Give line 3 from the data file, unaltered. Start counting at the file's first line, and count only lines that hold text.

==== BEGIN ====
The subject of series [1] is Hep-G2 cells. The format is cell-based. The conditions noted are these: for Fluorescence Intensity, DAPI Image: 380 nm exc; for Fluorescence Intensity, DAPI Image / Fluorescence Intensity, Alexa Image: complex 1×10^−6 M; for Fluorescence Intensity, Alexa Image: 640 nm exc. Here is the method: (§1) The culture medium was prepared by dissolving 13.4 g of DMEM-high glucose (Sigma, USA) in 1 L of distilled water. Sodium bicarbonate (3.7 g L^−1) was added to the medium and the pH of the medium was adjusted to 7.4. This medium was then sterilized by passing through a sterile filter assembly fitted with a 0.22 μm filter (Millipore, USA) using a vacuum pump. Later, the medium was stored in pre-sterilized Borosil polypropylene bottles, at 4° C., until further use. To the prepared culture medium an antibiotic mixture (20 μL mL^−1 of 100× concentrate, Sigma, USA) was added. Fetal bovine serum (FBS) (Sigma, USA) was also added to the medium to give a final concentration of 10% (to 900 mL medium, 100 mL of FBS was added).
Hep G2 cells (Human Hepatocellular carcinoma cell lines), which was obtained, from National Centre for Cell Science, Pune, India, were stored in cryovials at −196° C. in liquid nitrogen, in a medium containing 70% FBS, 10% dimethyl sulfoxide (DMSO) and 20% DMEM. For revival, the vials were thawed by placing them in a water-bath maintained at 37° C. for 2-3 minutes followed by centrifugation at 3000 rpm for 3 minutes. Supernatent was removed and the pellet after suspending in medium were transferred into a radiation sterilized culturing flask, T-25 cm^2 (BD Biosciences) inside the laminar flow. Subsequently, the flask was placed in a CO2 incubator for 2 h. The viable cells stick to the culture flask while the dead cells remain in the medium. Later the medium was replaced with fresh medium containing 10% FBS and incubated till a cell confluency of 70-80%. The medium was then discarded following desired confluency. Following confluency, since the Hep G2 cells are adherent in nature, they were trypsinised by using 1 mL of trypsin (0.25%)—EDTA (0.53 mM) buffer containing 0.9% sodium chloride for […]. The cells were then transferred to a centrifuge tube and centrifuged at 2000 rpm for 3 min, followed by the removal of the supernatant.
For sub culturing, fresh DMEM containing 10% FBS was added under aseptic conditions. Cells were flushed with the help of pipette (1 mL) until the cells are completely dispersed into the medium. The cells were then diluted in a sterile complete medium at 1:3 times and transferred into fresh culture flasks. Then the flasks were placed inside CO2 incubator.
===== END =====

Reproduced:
For sub culturing, fresh DMEM containing 10% FBS was added under aseptic conditions. Cells were flushed with the help of pipette (1 mL) until the cells are completely dispersed into the medium. The cells were then diluted in a sterile complete medium at 1:3 times and transferred into fresh culture flasks. Then the flasks were placed inside CO2 incubator.